CHARLESTON — Secretary of Revenue Bob Kiss said Monday that the state will face an estimated $195 million budget gap that is likely to be closed with “targeted reductions and some use of the Rainy Day Fund.”
“We are approaching the cuts differently,” Kiss said of the 2016 budget.
In the previous two fiscal years, Gov. Earl Ray Tomblin imposed mandatory 7.5 percent budget cuts and a hiring freeze for all state agencies, as well as using $100 million from the state’s Rainy Day Fund last year.
The Rainy Day Fund still has about $856 million, Kiss said.
Kiss said even in the toughest of those years, the state had a surplus of $18.3 million, all of which will go to Medicaid. That may not be repeated this fiscal year, which is $34 million behind estimates, negating the cautious optimism Kiss had in November when revenue numbers pulled ahead of estimates for the month.
Even with some dismal numbers to match Monday’s dismal, rainy weather, Kiss had some good news: The state’s bond rating is still AA, a designation which Moody’s says is due to an “ongoing trend of fiscal management.”
Moody’s says West Virginia will continue sound financial operations in spite of below-average demographics.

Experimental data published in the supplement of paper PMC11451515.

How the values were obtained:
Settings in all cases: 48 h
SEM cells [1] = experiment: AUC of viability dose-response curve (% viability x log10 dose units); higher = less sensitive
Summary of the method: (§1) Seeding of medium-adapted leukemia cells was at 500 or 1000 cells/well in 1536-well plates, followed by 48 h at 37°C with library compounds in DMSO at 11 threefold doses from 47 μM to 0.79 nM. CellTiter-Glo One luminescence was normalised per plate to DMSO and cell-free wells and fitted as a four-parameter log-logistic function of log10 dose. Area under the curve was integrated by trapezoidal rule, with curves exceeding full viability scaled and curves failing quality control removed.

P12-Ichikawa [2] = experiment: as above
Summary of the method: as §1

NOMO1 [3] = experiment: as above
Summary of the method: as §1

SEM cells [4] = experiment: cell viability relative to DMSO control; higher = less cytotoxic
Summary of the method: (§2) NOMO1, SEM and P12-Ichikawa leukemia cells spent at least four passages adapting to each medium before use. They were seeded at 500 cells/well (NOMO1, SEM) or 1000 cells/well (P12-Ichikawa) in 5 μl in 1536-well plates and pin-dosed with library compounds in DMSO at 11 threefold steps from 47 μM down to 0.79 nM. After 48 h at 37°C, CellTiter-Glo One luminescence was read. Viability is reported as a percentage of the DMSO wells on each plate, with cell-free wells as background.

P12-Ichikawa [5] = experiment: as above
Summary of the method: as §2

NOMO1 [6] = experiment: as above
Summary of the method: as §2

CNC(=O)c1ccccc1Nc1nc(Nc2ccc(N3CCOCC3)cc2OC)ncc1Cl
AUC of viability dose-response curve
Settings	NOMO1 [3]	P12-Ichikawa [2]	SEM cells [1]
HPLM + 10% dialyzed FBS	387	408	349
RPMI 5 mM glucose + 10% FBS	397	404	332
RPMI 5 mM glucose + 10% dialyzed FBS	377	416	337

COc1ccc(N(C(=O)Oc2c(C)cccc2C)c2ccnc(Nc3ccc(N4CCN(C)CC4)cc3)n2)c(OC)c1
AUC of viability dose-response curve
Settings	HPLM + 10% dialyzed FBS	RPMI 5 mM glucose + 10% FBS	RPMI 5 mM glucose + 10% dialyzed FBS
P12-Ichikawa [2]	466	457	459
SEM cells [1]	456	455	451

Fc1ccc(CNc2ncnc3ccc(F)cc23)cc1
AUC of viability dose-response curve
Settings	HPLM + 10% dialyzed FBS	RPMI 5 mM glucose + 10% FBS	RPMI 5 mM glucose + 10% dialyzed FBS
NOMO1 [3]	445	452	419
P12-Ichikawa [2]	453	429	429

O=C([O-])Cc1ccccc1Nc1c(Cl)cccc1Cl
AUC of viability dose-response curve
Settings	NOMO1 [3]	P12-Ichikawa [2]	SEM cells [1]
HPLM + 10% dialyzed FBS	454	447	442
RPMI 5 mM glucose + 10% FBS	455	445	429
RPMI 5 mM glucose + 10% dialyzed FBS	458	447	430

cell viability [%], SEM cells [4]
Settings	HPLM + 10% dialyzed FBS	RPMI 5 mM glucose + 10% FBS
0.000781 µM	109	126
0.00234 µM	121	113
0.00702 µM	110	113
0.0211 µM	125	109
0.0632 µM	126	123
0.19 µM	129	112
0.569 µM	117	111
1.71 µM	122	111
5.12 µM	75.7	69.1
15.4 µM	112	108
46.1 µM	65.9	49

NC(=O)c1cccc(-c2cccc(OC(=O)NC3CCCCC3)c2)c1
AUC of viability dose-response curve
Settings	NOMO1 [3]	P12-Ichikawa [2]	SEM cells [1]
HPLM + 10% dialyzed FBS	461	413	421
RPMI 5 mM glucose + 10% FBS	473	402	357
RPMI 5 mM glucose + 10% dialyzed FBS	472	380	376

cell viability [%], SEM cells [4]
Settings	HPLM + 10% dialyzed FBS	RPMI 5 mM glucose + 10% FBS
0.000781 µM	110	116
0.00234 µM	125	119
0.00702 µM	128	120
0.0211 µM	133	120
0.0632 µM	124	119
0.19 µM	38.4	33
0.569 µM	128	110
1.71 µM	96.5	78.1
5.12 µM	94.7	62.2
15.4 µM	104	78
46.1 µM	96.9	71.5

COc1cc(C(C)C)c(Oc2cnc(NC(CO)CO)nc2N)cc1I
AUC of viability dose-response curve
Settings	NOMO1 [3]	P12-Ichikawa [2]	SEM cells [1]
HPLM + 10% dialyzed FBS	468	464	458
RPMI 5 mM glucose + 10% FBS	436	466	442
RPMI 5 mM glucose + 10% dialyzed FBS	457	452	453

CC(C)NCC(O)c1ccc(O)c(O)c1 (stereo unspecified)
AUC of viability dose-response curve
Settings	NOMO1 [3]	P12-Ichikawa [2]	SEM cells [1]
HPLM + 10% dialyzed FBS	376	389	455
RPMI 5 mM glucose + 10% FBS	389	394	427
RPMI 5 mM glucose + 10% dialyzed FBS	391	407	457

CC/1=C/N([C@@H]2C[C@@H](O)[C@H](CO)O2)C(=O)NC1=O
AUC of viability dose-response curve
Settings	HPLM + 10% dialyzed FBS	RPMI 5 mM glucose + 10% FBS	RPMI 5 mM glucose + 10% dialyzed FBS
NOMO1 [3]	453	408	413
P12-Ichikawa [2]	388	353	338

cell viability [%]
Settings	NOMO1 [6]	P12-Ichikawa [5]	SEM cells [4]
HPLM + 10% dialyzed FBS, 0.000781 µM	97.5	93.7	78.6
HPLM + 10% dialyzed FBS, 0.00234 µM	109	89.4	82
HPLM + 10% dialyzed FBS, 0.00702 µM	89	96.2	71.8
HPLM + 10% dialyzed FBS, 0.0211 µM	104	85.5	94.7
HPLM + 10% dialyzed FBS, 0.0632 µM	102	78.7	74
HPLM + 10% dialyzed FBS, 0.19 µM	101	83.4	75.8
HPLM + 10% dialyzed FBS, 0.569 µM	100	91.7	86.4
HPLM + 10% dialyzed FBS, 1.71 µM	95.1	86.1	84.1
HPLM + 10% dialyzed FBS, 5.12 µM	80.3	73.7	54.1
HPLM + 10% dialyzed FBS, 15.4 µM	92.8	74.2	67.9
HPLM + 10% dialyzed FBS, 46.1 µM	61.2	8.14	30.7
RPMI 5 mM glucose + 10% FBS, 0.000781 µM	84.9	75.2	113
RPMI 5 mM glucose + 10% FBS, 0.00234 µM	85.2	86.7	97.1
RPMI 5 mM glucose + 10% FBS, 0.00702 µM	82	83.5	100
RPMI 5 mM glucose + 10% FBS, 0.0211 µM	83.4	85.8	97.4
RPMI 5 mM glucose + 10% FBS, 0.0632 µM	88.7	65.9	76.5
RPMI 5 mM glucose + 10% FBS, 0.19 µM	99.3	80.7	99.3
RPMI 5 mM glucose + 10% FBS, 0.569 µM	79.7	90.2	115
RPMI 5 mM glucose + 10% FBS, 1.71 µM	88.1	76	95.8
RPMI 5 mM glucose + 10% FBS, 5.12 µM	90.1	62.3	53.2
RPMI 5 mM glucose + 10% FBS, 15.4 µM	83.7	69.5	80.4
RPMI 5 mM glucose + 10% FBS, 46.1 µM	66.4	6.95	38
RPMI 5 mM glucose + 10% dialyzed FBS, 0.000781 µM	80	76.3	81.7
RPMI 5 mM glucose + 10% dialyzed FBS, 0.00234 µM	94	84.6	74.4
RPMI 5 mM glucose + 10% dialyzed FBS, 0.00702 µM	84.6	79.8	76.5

Kiss said that is “recognition of what we’ve accomplished, but it is also a warning.”
Likewise, the Cato Institute ranked West Virginia seventh for responsible financial management, Kiss said.
Also, the state is performing well in comparison with the rest of the country, Kiss said, and is 15th in gross domestic product growth at 1.4 percent. West Virginia is 15th in average annual per capita personal income growth at 3.3 percent.
Some of that is due to natural gas production, where the state ranks second.
That hasn’t helped personal income growth, which has been flat, he said.
Lower prices in the energy sector also haven’t helped the state’s budget woes, nor have weak wage growth, federal payroll tax increases and turmoil in the federal government and health care sector.
If oil and gas prices continue to drop, the budget shortfall for this fiscal year could be as high as $95 million, Kiss said.
“Stable energy prices result in a smaller shortfall,” Kiss said.
State residents aren’t as likely to be gambling with their money, as lottery funds are down considerably this year, continuing a downward trend, Kiss said.
The governor’s budget, which will be unveiled Wednesday, is anticipated to be somewhat smaller, Kiss said, with targeted cuts and no expectation of revenue increases.
Kiss said he expects that Tomblin will ask for less than $85 million from the Rainy Day Fund to balance the budget.
“The governor did not come easily to accessing the Rainy Day Fund last year,” Kiss said. “If there was any way to avoid (that), he would have done it.”
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